2015 was a critical year for people and our planet. A number of global negotiations, such as the UN General Assembly on the Sustainable Development Goals in September and the COP21 on climate change in December, offered the opportunity to set the global agenda to accelerate progress in the fight against poverty, inequality and climate change. action/2015 was established as a global movement to increase the ambitions of world leaders during these key moments.
action/2015 commissioned Firetail to provide a full programme evaluation of the coalition, the biggest-ever of its kind.
action/2015 set out to mobilise the global public to take action. We evaluated the effectiveness and relevance of the campaign, looking at its organisation, effectiveness and impact. Firetail engaged with campaigners all over the world, predominantly in Asia, sub-Saharan Africa and Latin America. We spoke with key decision-makers on global civil society coordination and decision-makers from UN bodies. We also put together six case studies of national campaigning structures. These highlighted the difference of approach in, for example, India – where campaigning was carried out through existing civil society structures – and Benin – where action/2015 in some areas provided the first structures for a national network of NGOs.
Firetail’s report provides lessons for global campaigners about how action/2015’s decentralised approach focused on public mobilisation. It highlighted how action/2015 catalysed an enormous amount of input beyond its initial funding, through in-kind and direct contributions by local organisations. Findings from the evaluation are now being used to inform the planning of national and global civil society campaigns and coordination structures.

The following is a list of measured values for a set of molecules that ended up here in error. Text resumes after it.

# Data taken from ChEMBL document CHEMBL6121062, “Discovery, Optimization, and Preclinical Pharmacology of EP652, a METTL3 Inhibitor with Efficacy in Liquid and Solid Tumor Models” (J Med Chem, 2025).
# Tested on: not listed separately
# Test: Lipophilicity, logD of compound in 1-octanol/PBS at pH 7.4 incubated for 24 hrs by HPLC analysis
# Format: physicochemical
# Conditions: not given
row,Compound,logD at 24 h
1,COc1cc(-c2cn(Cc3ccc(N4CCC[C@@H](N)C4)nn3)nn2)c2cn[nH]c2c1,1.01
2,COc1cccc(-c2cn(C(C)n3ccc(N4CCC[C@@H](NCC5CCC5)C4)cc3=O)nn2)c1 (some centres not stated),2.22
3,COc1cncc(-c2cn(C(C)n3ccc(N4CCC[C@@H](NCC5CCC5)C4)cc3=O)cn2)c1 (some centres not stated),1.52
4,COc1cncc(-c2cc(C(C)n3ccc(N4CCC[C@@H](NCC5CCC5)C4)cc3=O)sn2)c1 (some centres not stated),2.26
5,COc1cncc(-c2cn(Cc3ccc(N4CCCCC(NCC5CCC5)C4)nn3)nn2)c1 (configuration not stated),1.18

Insights and further reading
Ten lessons were learned for effective global campaigning mechanisms.
Decentralise, but with central capacity: Allow opting-in for partners and participating organisations, but ensure capacity at a global level.
The more local the better: Use local languages, faces, issues and wording as much as possible to ensure the campaign links to the local everyday reality.
Build on existing structures: Leverage the strength of existing networks and relationships. Actively seek out opportunities to identify and use these networks.
Invest in national coalitions: Strong national coalitions can increase impact and reach. Leveraging networks, having a strong coordinator, involving youth and securing funding are important in building a coalition.
Plan, plan, plan and reflect: Start planning early and ensure there is time to reflect and learn from past activities.
Consider trade-offs in messaging: Notably between high-level messaging and specific, targeted messaging, and how this affects the diversity of participants and impact.
A united civil society is influential: It is able to speak with one voice and – between local, national, regional and global networks – has a tremendous reach.
Evaluation is information: Monitor and track consistently across countries and use systems for sharing success stories.
Early engagement and wide engagement makes a difference: Include a wide variety of actors early on in the process to design a truly global, inclusive and decentralised campaign.
Mobilisation is a means; political change is the end: The ultimate and only way to real change is influencing policy makers and decision-makers; mobilisation should be in service of this.